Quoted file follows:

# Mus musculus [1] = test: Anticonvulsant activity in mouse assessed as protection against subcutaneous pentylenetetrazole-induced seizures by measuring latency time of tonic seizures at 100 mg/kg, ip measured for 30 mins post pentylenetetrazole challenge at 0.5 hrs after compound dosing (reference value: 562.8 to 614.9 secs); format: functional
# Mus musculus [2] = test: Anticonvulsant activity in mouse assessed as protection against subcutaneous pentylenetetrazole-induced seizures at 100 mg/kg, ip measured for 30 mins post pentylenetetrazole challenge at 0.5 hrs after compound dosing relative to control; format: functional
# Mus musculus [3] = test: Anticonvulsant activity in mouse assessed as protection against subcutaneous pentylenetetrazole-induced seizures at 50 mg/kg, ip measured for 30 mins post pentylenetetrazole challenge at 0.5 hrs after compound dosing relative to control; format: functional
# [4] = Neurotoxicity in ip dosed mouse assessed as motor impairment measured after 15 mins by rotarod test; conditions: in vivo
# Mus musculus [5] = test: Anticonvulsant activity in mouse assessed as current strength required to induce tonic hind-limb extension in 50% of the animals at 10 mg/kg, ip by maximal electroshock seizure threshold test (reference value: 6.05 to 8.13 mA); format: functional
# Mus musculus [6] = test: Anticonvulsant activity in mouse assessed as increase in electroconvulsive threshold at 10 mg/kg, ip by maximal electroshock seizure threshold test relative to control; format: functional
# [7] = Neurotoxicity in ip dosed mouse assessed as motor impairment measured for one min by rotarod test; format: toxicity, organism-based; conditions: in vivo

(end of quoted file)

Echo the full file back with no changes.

# Mus musculus [1] = test: Anticonvulsant activity in mouse assessed as protection against subcutaneous pentylenetetrazole-induced seizures by measuring latency time of tonic seizures at 100 mg/kg, ip measured for 30 mins post pentylenetetrazole challenge at 0.5 hrs after compound dosing (reference value: 562.8 to 614.9 secs); format: functional
# Mus musculus [2] = test: Anticonvulsant activity in mouse assessed as protection against subcutaneous pentylenetetrazole-induced seizures at 100 mg/kg, ip measured for 30 mins post pentylenetetrazole challenge at 0.5 hrs after compound dosing relative to control; format: functional
# Mus musculus [3] = test: Anticonvulsant activity in mouse assessed as protection against subcutaneous pentylenetetrazole-induced seizures at 50 mg/kg, ip measured for 30 mins post pentylenetetrazole challenge at 0.5 hrs after compound dosing relative to control; format: functional
# [4] = Neurotoxicity in ip dosed mouse assessed as motor impairment measured after 15 mins by rotarod test; conditions: in vivo
# Mus musculus [5] = test: Anticonvulsant activity in mouse assessed as current strength required to induce tonic hind-limb extension in 50% of the animals at 10 mg/kg, ip by maximal electroshock seizure threshold test (reference value: 6.05 to 8.13 mA); format: functional
# Mus musculus [6] = test: Anticonvulsant activity in mouse assessed as increase in electroconvulsive threshold at 10 mg/kg, ip by maximal electroshock seizure threshold test relative to control; format: functional
# [7] = Neurotoxicity in ip dosed mouse assessed as motor impairment measured for one min by rotarod test; format: toxicity, organism-based; conditions: in vivo